- Small group skills: As mentionend above, the teacher will need to teach and outline the social, communication, and critical thinking skills students will need to employ when working in their groups. These skills include: pacing group work, asking questions, ignoring distractions and resolving conflicts. Most importantly, the students must actively choose to learn, use, and practice these skills during group activities.
- Processing: Group learning will continually improve if members take the time to regularly assess and reflect on their efforts and achievements. The group should discuss their relationships, actions and behaviours in order to set goals for group improvement. This process of meta-cognition could take place in the form of a journal, where groups rate their acheivement in areas such as staying on task, taking turns, and commenting positively.
- Positive interdependence: Each group member has to be willing to encourage and support the learning of the others. The efforts of a sole student affect all members of the group. Students must understand that their group task is 'sink or swim', and that the groups' success depends on the personal committments of each member.  The teacher could assign shared responsibilities across group members in order to help foster positive interdependence.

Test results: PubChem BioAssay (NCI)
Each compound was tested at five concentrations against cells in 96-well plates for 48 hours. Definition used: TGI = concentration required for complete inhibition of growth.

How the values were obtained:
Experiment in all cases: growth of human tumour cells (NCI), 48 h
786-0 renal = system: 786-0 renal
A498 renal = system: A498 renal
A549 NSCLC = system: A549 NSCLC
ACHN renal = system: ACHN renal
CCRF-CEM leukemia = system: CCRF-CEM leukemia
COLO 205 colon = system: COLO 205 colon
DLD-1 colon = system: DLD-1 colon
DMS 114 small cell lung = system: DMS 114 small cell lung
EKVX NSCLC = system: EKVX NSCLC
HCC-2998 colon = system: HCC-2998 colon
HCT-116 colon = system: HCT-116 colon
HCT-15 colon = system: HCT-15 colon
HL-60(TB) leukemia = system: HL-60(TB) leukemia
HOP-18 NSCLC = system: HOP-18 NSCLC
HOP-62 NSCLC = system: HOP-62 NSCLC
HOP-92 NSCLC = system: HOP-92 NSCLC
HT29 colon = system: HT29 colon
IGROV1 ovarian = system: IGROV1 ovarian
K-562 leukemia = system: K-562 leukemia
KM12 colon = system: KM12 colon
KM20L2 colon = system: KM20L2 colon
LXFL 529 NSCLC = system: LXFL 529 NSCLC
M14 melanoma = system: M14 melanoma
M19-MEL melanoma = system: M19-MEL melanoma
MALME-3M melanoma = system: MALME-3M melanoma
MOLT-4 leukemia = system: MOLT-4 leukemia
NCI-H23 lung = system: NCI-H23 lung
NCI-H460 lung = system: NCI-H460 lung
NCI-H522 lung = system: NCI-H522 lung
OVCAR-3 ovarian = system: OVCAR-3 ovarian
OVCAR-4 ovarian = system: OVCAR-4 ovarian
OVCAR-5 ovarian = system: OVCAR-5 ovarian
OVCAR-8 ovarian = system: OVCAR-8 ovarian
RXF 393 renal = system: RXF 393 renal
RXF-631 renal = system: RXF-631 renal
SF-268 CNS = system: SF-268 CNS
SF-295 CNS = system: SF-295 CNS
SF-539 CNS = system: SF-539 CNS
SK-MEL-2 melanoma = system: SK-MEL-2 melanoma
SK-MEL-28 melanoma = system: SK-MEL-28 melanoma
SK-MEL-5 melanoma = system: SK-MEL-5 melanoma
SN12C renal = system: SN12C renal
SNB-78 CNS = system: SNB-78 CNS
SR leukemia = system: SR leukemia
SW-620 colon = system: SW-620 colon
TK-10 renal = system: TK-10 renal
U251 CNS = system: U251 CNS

Examples of cooperative learning activities (tactics and strategies)
Tactics are cooperative learning activities that are simple in structure. They are still very useful but have few steps and lack a research base.
- E.g. Inside-outside circles: This tactic can be used for brainstorming, as a mastery structure for practicing skills and facts, or simply to facilitate interaction and dialogue..
- Students are put in either an inside or outside circle, one within the other. Students can be standing or sitting in chairs.
- It works best when there are 6 or more students in each circle, but the two circles must have equal numbers of students.
- Students in the outside circle face in while students in the inside cirlce face out.
- Students facing one another are partners.
- The teacher will pose a question and partners are given time to reflect and develop an answer.
- If a pair cannot reach an answer, they can ask a pair either to their left or right.
- The teacher can call on a random pair for a response (to ensure accountability).
- A pair can have a right to pass (to maintain a safe-feeling environment) if they really feel uncomfortable publicly declaring their answer.